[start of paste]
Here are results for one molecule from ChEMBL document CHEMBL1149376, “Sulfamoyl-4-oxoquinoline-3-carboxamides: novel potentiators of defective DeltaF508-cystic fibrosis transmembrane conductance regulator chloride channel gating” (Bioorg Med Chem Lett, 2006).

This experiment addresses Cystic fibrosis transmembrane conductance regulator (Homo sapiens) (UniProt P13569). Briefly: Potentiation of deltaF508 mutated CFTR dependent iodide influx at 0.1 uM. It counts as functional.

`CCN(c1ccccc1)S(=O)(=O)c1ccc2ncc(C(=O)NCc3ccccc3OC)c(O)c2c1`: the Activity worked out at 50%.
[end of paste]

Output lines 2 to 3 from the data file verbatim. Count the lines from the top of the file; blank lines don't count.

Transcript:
This experiment addresses Cystic fibrosis transmembrane conductance regulator (Homo sapiens) (UniProt P13569). Briefly: Potentiation of deltaF508 mutated CFTR dependent iodide influx at 0.1 uM. It counts as functional.

`CCN(c1ccccc1)S(=O)(=O)c1ccc2ncc(C(=O)NCc3ccccc3OC)c(O)c2c1`: the Activity worked out at 50%.